We have built several homes and offices.  Some because we wanted to and others because we had to (aka Sandy).  Each has taken on a different life of their own.  I am quite sure if you interviewed contractors, architects, and decorators, they would tell you that each project was completely different and none of them were seamless.  It is like building a start-up, nothing is standard and each one, no matter how many times you have been involved from whatever angle, be it the founder or the investor, each one has their own paths.

I have been asked what would my advice be to someone going through this for the first time so here goes.  Culture fit is important.  You will spend a lot of time with each person and you want someone who gets you. Depending on the size and scope of the project depends on who you hire.  If you are hiring an architect, it is sometimes good to bring in the decorator at the onset.  Just like companies are better off with diversity so are projects.  Architects think about the big picture and decorators (if they are good) think about how you live.  For instance, a decorator is going to be thinking about the width of a bed and the size of two side tables in a bedroom and how that fits without a door hitting the table or a table jutting out into the doorframe.  Architects might not.

If the project is large, hire an owners rep.  That person represents you and the cost of that person offsets all the mistakes that can be made.  They oversee budgets, come to a weekly meeting and represent you.  If not, make sure you have a weekly meeting with your architect and contractor on site to hold everyone accountable.  When the job slows down more than likely the contractor isn’t paying the subs (millworkers, electricians, plumbers).  Don’t let your contractor hold the keys to the cash.  You want to approve changes and payments as they happen.  You want to be in front of the contractor on cash not behind.

Before hiring a contractor, make sure that the architect has at least 90% of the plans drawn to price.  If not, there could be big change orders down the line.  We like to make all the decisions before bidding.  Once you move to construction you are also moving from the architect to the contractor, it is the contractor you have to rely on and if the architect didn’t provide enough information, you could be the one paying for the mistake.  Architects come onsite to make sure that plans are being built accordingly but they are not great at overseeing the building of a job.  Your contractor is the person who knows how to build.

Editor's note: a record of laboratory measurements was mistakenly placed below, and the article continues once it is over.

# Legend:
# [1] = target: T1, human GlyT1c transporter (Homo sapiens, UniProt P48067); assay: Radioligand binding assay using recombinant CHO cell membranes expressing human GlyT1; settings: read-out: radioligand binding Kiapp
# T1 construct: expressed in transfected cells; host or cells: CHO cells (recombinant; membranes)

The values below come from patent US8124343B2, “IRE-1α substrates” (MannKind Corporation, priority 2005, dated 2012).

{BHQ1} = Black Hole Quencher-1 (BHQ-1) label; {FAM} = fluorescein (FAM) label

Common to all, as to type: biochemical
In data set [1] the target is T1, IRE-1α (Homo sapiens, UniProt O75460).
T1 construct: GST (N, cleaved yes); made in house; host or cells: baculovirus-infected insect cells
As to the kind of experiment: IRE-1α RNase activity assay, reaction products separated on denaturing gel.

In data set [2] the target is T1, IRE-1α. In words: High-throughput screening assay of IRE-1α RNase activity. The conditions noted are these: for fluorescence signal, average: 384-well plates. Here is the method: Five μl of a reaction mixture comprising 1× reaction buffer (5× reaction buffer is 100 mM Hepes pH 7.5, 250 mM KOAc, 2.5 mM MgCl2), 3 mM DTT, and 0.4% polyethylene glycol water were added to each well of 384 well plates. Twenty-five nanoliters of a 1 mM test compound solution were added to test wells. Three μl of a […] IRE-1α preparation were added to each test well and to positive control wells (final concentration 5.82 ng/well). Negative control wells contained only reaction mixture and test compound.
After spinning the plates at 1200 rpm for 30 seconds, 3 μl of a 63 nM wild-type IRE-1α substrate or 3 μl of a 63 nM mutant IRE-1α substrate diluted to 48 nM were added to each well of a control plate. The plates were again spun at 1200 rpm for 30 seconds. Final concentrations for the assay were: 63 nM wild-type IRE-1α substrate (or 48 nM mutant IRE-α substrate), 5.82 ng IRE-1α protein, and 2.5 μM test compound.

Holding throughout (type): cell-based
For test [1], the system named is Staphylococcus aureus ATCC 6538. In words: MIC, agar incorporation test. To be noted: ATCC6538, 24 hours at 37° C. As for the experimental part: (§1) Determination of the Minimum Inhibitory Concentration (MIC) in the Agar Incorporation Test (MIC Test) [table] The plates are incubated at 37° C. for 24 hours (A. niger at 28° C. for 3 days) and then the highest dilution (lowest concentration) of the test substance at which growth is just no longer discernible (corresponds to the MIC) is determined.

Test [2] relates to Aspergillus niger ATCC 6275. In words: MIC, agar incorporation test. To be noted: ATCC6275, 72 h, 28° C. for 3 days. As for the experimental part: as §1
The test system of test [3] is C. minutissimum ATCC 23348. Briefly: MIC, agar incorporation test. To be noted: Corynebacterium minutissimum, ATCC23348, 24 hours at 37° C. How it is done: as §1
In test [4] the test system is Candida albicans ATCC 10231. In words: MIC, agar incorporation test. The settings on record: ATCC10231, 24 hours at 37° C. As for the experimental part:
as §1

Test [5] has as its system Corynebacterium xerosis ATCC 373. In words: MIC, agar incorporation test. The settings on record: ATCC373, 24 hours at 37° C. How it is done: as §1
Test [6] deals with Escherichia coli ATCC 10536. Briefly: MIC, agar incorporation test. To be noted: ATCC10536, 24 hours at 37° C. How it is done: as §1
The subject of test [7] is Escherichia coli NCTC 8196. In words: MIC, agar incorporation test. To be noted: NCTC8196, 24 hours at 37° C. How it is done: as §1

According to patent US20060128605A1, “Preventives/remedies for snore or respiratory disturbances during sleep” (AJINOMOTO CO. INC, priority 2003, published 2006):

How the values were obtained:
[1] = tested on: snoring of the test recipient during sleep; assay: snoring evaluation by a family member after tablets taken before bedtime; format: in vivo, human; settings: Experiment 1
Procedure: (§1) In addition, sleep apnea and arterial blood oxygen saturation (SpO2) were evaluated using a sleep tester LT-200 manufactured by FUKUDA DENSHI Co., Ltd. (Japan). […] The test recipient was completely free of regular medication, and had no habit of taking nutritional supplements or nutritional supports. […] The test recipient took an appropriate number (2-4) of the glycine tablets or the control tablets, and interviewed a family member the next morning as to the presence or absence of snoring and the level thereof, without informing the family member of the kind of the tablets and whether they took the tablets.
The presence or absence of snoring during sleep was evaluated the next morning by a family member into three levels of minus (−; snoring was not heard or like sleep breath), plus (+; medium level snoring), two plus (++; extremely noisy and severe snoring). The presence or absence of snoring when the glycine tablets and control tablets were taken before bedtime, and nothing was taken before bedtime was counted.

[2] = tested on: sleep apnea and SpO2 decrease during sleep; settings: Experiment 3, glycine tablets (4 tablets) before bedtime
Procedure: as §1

Decorators.  I am not a fan of the way most of them charge which is hourly and then 30% of the furniture purchased.  I prefer a flat fee so that you are aligned.  If you buy a $10 table vs a $100k table it doesn’t take any more time to purchase an install so why should you pay 30% for that?

The last two projects we are on now seem to appear to be working really well.  All the knowledge over the years is finally paying off.  We ask questions, we push back, we know what we want and we don’t trust anyone but ourselves because we are going to live there and we are going to pay the bill.  I’d say the biggest piece of advice I’d give is to trust your gut.  Even if you have never built anything before, it is yours so ask a ton of questions and pay attention to the details that work for you not them.

Comments (Archived):

  1. Erin

    Such good info, thx. My mom was the contractor growing up. I don’t know how she did it because she comes across as a softy, but she’s very meticulous and detail-oriented and we always had good houses.

    1. Gotham Gal

      You have to be organized. And you have to enjoy the process

  2. JLM